stains

Stain removal – Tomato Sauce, Sweat or Blood Stains

GROUND RULES

A stain depends on two factors: the contaminant and how it interacts with the material it hits. Most household stains are surface ones, where the contaminating substance flows into the gaps of a material, such as the fibers of a cloth or the pores in a concrete floor, and become trapped there.

In all cases, your first step should be to pretreat the stain as quickly as possible. This means wiping up any excess spillage and then putting down something that will start to draw out the stain. For example, you could dab—never rub—at an untreated stain with a paper towel or other absorbent item, allowing capillary action to draw up the liquid. Then dampen the mark with cold water, which generally helps keep stains from setting.

CLEANING TOOLKIT

After you’ve pretreated the stain, you need to look at the specific substance you’re dealing with. That’s because different types of contaminants respond to different cleansersHere are a few you should know.

The most common stain removers are surfactants. Examples include dish soap, laundry detergent, and many industrial suds. Surfactant molecules have two polar ends, one hydrophilic (or water-friendly) and one hydrophobic. These cleaners work a bit like velcro: One end attaches to a water molecule, one end attaches to a molecule of the stain, and off they swirl. However, the same reaction allows surfactants to remove dyes as well as stains from your clothes, so read the label before using this type of stain remover.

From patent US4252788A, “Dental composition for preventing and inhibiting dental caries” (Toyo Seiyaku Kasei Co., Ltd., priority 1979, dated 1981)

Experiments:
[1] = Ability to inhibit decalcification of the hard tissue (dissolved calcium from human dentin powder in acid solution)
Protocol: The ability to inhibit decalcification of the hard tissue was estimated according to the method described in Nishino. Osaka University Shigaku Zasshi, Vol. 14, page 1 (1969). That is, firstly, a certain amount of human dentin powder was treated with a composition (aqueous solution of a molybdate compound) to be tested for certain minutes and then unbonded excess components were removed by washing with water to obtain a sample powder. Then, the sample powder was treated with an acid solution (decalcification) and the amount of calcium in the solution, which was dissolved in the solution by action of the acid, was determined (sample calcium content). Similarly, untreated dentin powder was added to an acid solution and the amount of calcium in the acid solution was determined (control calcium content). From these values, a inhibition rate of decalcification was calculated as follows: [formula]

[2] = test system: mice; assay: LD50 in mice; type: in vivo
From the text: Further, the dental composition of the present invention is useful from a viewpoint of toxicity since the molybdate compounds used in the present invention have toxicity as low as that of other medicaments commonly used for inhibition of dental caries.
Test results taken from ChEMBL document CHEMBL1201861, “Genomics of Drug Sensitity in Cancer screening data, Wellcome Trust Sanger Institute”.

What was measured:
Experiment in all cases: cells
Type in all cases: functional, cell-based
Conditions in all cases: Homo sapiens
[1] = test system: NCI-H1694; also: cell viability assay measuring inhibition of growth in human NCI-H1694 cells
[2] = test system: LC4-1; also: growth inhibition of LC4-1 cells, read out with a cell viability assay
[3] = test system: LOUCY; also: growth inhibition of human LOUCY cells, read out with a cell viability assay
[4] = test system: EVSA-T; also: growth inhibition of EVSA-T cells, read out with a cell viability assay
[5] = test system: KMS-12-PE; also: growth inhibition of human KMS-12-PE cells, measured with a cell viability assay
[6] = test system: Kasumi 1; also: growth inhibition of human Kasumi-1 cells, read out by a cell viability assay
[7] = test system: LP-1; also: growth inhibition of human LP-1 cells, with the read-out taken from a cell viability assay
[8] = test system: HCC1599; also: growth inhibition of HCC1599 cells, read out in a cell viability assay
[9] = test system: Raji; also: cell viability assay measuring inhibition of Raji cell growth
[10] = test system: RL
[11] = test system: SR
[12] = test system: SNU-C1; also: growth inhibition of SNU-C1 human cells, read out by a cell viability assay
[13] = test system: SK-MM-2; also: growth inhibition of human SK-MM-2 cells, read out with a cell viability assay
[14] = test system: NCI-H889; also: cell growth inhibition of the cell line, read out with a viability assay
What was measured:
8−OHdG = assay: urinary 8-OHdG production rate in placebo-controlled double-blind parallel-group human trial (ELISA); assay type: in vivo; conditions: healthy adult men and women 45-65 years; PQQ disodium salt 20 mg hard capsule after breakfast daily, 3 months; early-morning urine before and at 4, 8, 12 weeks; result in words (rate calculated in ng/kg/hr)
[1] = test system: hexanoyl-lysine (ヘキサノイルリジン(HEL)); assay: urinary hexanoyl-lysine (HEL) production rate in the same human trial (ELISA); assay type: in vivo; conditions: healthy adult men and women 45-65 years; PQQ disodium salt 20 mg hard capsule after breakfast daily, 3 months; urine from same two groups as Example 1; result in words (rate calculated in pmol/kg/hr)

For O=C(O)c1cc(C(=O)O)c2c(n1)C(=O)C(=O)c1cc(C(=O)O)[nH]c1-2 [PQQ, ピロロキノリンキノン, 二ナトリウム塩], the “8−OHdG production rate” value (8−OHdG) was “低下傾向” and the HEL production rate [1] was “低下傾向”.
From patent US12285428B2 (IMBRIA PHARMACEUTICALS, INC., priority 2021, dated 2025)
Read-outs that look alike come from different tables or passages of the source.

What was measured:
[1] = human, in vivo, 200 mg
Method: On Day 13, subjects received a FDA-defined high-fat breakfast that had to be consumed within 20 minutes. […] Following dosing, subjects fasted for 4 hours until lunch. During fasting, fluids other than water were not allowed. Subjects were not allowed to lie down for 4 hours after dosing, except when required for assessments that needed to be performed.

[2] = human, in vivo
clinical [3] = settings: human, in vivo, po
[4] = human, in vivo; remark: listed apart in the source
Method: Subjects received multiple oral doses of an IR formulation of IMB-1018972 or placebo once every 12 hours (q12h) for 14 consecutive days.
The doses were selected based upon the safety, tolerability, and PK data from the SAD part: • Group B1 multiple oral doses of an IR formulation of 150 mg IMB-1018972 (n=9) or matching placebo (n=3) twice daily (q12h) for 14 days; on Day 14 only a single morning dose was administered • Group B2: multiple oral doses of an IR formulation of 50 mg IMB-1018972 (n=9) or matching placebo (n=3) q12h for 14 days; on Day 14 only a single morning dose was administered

Also popular, especially for organic stains, are enzymatic cleaners. These use sets of enzymes to break down the molecules of the staining substance. Lipases, for example, break down lipids like olive oil. Many of these are more environmentally friendly than their harsher brethren. But these cleaners can vary widely in concentration and the type of enzymes used. In some, the labels won’t disclose which enzymes are in the mix; instead, they list an “enzymatic blend” as an ingredient. Unlike surfactants, you might have a harder time finding these stain removers in a pinch, such as when you’re traveling or away from home. To purchase this type of cleaner, check the label of a commercial stain remover for terms such as “enzymatic action,” and look closely at which types of stains it promises to treat.

Tomato sauce and ketchup stains

With tomato stains, time is of the essence. Ripe tomatoes get their red color from tannins, which are also used as dyes. They have enough sticking power to stain plastic. So, right after the sauce hits the rug, linen, or other material, apply cold water. If you didn’t notice that stray ketchup squirt right away, older stains can still benefit from treatment with warm water and an enzymatic cleaner.

Fortunately for your laundry bill, you can tackle sweat stains with multiple approaches. We recommend tailoring your approach with the item itself. Dyed delicates, for example, should respond well to surfactants. But with light-colored, sturdy items, save yourself some energy: Make a paste of baking soda and warm water and rub it into the stain. Let it dry for up to two hours and then wash it out.

By the way, the latter technique will also work with any mineral stains (including depleted uranium!).

Blood and other biological materials

Anybody who lives with a baby animal (including baby humans) quickly becomes familiar with the many fluids and semi-solids that escape our bodies—and the seemingly-permanent marks they leave on everything. The good news is, if the stain is fresh, water will likely erase most of it, once you clear away the offending matter. Any leftover traces should quickly yield to enzymes.

You may want to use the enzymes a few times, and then use a solvent like rubbing alcohol to clean whatever’s left. If you’re concerned about applying a solvent to a delicate item, use a weaker solution available at drugstores, or dilute your rubbing alcohol with one part water to one part alcohol.